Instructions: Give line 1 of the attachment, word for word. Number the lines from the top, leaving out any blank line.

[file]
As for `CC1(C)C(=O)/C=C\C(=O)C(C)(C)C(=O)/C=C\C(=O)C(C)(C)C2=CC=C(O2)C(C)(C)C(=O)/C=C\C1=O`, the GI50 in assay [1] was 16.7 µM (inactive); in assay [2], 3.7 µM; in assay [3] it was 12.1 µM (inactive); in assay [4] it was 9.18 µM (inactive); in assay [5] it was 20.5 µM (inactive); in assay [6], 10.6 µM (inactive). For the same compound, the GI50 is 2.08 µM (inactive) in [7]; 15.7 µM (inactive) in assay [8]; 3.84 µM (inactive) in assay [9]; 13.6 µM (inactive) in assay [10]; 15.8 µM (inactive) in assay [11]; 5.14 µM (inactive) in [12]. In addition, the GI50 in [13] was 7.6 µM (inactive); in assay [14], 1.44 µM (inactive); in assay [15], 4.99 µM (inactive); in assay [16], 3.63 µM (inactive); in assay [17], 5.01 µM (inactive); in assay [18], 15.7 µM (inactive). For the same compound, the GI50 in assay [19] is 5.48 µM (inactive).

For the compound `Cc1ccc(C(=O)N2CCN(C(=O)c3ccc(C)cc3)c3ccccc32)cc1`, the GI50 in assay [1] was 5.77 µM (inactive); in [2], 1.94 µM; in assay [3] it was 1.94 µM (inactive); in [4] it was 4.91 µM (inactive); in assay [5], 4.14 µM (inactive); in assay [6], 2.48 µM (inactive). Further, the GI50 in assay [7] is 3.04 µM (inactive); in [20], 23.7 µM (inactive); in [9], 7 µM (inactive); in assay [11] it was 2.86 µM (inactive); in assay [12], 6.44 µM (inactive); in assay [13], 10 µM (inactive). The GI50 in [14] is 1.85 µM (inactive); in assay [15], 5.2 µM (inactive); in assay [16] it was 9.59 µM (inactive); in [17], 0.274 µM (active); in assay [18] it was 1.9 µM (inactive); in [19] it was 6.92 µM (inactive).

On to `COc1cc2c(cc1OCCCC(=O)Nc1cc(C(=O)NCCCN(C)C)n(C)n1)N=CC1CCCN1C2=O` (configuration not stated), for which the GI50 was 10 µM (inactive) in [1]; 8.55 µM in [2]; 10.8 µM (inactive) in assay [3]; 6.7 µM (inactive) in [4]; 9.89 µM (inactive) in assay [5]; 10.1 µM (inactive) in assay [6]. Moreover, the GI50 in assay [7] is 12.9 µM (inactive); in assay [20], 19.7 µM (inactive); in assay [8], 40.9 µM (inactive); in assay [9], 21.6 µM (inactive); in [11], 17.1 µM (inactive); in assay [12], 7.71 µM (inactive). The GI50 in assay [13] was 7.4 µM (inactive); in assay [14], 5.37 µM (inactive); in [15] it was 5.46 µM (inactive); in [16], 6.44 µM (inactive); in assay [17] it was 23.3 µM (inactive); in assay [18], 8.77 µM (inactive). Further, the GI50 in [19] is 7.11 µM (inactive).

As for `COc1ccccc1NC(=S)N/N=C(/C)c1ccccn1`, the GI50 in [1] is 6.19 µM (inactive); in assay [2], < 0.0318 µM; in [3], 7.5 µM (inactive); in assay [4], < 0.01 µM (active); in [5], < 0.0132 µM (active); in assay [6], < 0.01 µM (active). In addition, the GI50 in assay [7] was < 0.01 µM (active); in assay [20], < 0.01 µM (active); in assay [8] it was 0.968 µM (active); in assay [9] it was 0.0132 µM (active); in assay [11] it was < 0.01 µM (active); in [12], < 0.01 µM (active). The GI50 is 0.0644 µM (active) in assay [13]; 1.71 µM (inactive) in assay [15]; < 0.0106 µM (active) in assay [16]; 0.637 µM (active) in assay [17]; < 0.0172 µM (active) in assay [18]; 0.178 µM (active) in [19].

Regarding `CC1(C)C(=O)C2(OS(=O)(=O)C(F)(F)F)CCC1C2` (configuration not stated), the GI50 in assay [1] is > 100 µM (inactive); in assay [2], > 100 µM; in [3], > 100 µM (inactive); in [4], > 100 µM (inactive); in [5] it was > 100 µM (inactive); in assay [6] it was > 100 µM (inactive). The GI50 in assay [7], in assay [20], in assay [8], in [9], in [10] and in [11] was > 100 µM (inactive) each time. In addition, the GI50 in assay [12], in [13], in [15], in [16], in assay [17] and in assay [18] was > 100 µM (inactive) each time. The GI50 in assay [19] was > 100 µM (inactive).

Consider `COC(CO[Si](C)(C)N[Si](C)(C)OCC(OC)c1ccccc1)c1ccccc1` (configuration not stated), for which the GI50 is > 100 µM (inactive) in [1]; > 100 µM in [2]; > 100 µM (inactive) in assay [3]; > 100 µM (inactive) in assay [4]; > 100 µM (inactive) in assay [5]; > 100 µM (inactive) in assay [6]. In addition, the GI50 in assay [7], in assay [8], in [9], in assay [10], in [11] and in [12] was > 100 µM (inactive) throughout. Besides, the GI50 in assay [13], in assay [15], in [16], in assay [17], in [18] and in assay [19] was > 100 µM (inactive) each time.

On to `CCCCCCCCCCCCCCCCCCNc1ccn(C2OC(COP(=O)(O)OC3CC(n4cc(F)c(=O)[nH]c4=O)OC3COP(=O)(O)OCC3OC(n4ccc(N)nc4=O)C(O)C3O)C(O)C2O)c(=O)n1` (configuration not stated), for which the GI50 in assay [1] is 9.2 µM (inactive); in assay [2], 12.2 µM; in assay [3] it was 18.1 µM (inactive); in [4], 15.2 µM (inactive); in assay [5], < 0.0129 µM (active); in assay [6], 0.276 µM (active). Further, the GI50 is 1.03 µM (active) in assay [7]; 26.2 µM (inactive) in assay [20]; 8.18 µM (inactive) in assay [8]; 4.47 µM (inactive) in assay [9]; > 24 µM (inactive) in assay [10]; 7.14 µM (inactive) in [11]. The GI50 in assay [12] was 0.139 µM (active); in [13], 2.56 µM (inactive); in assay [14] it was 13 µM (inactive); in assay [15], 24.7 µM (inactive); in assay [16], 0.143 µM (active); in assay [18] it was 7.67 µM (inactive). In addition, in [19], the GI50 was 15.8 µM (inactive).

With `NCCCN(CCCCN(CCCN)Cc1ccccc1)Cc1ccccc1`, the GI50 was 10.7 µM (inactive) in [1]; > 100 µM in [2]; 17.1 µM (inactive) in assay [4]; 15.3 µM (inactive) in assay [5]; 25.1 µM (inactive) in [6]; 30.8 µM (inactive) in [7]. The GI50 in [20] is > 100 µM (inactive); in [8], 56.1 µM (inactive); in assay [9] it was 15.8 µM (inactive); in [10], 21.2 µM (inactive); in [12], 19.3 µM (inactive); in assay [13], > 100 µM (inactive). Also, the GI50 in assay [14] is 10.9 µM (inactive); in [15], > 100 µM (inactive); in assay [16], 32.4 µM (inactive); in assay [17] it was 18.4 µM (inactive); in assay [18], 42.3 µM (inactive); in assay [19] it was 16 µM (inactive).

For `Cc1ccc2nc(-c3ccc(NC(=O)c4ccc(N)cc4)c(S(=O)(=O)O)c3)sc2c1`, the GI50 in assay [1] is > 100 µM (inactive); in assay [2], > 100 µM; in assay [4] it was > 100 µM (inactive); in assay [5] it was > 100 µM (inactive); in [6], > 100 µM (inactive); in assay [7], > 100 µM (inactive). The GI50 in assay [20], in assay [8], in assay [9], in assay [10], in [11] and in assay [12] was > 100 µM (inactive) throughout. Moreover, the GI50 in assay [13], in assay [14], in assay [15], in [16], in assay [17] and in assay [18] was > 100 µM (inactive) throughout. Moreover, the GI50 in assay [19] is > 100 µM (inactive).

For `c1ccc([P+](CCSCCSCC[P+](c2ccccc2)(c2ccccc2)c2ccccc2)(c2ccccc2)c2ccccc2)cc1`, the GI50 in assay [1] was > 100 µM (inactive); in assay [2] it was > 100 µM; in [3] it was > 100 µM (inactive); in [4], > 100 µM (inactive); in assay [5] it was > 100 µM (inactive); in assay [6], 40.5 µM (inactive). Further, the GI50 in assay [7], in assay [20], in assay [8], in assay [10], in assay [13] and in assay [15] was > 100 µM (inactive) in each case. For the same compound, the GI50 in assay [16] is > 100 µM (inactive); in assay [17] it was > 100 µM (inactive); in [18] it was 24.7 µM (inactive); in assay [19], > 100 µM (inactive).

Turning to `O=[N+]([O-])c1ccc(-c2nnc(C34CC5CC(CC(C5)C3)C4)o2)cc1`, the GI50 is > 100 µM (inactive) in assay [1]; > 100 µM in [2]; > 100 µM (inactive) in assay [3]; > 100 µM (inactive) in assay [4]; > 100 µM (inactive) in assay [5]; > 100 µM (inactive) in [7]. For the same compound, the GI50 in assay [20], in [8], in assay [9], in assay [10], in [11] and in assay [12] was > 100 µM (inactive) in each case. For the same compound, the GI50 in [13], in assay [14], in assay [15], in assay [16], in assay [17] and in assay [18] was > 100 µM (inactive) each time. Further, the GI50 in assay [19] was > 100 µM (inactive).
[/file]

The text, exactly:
As for `CC1(C)C(=O)/C=C\C(=O)C(C)(C)C(=O)/C=C\C(=O)C(C)(C)C2=CC=C(O2)C(C)(C)C(=O)/C=C\C1=O`, the GI50 in assay [1] was 16.7 µM (inactive); in assay [2], 3.7 µM; in assay [3] it was 12.1 µM (inactive); in assay [4] it was 9.18 µM (inactive); in assay [5] it was 20.5 µM (inactive); in assay [6], 10.6 µM (inactive). For the same compound, the GI50 is 2.08 µM (inactive) in [7]; 15.7 µM (inactive) in assay [8]; 3.84 µM (inactive) in assay [9]; 13.6 µM (inactive) in assay [10]; 15.8 µM (inactive) in assay [11]; 5.14 µM (inactive) in [12]. In addition, the GI50 in [13] was 7.6 µM (inactive); in assay [14], 1.44 µM (inactive); in assay [15], 4.99 µM (inactive); in assay [16], 3.63 µM (inactive); in assay [17], 5.01 µM (inactive); in assay [18], 15.7 µM (inactive). For the same compound, the GI50 in assay [19] is 5.48 µM (inactive).